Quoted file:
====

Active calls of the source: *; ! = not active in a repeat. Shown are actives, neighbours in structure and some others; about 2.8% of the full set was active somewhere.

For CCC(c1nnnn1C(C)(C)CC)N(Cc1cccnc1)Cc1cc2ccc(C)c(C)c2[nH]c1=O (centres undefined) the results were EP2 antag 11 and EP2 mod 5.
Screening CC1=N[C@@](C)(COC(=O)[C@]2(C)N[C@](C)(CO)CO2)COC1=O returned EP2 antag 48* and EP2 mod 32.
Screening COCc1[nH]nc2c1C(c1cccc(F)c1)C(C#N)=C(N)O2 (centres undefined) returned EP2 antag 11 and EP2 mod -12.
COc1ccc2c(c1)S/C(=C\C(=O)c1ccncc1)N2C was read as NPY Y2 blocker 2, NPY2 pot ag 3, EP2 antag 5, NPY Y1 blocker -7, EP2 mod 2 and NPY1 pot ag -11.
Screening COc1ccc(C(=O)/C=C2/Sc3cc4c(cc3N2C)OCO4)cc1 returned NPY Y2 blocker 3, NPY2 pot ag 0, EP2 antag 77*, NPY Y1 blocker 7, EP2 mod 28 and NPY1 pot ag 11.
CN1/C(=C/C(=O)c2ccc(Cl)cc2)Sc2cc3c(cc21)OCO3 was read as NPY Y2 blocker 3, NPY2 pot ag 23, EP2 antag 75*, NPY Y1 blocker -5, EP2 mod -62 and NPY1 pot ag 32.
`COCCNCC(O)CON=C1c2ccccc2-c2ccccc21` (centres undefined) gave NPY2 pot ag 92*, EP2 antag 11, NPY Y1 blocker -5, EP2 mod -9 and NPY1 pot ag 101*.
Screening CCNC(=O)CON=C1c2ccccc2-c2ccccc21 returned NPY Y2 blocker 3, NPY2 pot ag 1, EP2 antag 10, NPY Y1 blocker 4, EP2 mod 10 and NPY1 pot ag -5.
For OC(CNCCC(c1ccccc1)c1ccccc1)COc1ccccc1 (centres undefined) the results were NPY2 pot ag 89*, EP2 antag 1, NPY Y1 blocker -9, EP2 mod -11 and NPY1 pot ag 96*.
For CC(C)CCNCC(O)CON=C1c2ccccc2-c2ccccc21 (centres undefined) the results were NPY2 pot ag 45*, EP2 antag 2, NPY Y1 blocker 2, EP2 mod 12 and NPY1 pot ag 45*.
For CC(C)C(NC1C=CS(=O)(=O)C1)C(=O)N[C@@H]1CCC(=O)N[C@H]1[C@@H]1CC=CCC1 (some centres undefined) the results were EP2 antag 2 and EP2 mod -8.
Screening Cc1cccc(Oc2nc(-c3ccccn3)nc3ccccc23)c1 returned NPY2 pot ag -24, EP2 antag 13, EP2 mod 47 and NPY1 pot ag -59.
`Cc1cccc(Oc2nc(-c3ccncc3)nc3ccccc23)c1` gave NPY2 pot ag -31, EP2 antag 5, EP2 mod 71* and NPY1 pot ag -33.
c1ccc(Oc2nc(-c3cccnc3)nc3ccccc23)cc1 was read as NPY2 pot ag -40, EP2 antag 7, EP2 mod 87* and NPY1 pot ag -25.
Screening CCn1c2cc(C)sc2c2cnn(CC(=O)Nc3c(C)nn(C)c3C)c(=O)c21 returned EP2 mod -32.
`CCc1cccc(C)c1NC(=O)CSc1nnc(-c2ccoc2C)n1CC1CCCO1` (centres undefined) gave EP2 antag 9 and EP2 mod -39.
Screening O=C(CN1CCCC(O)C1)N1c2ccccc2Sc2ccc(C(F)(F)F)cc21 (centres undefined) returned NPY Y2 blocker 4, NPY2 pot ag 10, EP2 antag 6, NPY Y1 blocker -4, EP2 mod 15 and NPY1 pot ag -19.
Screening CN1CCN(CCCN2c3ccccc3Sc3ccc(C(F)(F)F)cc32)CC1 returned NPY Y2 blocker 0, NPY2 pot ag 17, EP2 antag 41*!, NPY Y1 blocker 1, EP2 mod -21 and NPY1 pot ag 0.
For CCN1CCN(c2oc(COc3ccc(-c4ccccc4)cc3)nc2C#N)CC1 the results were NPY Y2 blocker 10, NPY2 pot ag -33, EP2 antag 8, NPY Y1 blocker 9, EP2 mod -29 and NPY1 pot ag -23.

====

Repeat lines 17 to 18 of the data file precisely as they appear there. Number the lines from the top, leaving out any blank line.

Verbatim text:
`CCc1cccc(C)c1NC(=O)CSc1nnc(-c2ccoc2C)n1CC1CCCO1` (centres undefined) gave EP2 antag 9 and EP2 mod -39.
Screening O=C(CN1CCCC(O)C1)N1c2ccccc2Sc2ccc(C(F)(F)F)cc21 (centres undefined) returned NPY Y2 blocker 4, NPY2 pot ag 10, EP2 antag 6, NPY Y1 blocker -4, EP2 mod 15 and NPY1 pot ag -19.